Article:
Imported goods cripling local industries

January 13, 2003


There must be some people who think global and buy local. An average urban middle class Pakistani behaves like a typical rational customer—he goes for the best deal in market. If there is a tilt, unfortunately, it is in favour of imported over local items.

In a country where senior government officials call ‘economic nationalism’ a ‘syndrome’ it is not surprising that markets are brimming with shelves full of imported goods. Our last commerce minister Razzak Dawood was reported to have said that ‘be Pakistani buy Pakistani’ mindset was obsolete. In his enthusiasm to support trade he was reported to have said that he would like to “see potatoes being unloaded from one berth and loaded on to the other”.

It is not a secret that manufacturing base in Pakistan is much narrower than required to support its size. If non-Pakistani manufacturers are allowed to capture even local markets how much scope does local manufacturer enjoy in this highly competitive world market?

Smuggling and other unofficial channels make it difficult to get some dependable numbers before proceeding to gauge the impact of imported consumer items on local industry. In the absence of the database, local market scene at best reveals the trend.

As more and more imported consumer items reach innumerable shopping malls and plazas, sprawling all over city, many local producers must be passing sleepless nights, in thinking of ways to keep their hold in the market place. A quick survey of shopping centers frequented by middle classes in Karachi brought to fore some amazing facts. Shopping places visited were located in middle class localities of North Nazimabad, Gulshan, Nazimabad, Tariq Road, Saddar and couple of those located in Posh locality of Clifton that attract customers from all over the city.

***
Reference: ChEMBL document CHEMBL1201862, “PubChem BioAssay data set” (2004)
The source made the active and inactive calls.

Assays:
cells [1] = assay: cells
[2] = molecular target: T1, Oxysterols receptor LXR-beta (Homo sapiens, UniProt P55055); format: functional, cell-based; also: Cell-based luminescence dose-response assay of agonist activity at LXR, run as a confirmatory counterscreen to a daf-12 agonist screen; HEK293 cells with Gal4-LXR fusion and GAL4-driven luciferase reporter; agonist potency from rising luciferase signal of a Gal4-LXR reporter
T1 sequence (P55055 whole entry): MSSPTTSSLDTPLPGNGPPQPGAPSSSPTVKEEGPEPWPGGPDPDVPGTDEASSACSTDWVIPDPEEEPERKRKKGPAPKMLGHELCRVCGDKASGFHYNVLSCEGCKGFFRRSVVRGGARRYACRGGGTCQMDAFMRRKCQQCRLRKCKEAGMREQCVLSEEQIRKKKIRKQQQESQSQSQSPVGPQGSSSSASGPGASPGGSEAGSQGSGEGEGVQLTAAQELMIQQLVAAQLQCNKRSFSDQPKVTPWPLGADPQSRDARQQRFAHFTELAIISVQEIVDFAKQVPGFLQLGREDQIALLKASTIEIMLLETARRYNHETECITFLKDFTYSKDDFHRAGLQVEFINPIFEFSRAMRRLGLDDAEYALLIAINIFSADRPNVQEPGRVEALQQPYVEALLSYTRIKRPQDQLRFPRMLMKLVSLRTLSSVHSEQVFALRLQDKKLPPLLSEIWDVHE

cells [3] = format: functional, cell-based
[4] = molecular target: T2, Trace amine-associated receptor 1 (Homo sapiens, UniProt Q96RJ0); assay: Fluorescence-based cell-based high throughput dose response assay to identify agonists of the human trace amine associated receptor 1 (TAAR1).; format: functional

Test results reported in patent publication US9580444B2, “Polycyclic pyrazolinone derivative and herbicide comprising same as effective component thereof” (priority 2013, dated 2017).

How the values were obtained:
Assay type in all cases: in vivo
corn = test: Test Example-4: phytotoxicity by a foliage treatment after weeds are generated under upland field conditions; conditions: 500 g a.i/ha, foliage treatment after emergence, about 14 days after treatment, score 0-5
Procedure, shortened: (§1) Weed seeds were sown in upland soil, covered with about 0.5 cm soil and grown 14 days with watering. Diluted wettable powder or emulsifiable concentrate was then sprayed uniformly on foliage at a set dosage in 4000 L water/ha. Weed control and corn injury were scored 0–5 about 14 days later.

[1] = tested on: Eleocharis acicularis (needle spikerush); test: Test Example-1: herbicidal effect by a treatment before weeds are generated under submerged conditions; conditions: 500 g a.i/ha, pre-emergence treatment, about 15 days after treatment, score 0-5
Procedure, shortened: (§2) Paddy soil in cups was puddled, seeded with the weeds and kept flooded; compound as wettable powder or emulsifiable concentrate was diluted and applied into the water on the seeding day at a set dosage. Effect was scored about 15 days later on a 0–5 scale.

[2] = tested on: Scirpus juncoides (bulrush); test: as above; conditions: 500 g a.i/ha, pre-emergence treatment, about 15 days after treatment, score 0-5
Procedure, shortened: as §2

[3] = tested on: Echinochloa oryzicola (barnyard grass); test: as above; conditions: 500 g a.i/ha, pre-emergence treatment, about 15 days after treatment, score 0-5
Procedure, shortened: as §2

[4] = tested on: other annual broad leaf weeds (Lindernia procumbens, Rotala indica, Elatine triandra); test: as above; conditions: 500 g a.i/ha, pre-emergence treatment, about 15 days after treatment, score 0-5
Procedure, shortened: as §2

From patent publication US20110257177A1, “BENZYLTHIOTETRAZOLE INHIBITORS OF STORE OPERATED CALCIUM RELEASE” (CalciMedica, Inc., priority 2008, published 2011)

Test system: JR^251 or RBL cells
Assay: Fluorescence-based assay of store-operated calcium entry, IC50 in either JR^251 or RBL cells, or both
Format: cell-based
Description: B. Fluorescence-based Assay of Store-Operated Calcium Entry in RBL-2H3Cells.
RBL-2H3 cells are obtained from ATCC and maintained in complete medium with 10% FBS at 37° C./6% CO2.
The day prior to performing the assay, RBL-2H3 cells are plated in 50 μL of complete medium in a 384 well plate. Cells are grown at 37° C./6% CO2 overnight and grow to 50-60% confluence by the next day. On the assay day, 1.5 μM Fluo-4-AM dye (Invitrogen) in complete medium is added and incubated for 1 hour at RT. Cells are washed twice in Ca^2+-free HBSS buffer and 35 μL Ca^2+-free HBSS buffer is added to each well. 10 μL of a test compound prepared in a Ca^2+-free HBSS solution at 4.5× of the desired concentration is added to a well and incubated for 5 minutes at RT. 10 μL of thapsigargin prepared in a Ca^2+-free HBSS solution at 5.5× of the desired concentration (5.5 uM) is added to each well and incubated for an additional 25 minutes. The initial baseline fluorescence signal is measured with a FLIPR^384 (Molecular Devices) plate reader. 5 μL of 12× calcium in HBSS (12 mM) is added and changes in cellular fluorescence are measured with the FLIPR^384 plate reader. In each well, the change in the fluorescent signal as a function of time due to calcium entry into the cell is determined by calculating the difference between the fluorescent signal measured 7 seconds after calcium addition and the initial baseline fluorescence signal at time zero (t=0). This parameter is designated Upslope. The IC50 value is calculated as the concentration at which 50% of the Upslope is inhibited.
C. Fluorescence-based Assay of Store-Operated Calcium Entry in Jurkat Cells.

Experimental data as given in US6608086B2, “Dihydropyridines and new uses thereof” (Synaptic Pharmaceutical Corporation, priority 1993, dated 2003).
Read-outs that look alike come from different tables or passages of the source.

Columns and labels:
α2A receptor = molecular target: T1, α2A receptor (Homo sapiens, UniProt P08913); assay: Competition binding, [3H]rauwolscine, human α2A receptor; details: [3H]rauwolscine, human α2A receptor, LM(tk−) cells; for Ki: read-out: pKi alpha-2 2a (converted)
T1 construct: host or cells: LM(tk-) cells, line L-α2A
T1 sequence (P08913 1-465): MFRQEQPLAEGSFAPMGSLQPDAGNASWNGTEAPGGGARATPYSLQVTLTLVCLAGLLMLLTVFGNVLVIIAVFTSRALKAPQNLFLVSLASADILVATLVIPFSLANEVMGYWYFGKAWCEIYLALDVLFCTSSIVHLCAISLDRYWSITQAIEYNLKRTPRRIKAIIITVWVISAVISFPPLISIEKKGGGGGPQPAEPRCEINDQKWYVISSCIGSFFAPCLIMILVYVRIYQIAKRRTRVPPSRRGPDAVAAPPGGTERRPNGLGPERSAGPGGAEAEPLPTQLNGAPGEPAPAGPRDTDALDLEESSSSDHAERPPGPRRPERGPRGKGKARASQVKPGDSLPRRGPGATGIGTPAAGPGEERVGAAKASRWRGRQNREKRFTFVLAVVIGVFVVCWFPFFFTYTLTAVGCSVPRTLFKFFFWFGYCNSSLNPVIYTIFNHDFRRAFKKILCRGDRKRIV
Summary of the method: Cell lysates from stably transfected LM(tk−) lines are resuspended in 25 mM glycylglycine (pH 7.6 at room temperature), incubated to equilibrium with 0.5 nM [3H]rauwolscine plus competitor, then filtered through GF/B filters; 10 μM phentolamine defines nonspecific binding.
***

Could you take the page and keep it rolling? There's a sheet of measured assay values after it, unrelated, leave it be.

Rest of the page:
Shops with non-local stuff were not exception in all these markets. You can find imported items in abundance at several outlets. Retailers were not very open to discuss economics of such items in finer details. It would have demystified the phenomenon had shopkeepers not been so secretive. They were found to be reluctant to discuss modus-operandi of their trade, especially regarding imported items. Terms and conditions of supply and exact margin of profit individually to each category of people connected to such deals is for the reader to imagine. However, after talking to several retailers it was clear that much depends on total turnover, as profit margin per piece is fairly narrow. “Wholesalers or importers might be minting money as they buy the stuff in terms of containers”, said a desperate shop owner who also sits at his shop’s counter, “We hardly get Rs 20 to 25 per pair of shoe that we sell”. In his view there are products from all over the world that are sold in Karachi but nothing sells like Chinese items for their low prices. Many of such imported Chinese items, that this writer got to see, were not very classy but were put up for sale at prices that were sometimes only a qurter of the Pakistani items of almost same or slightly better quality.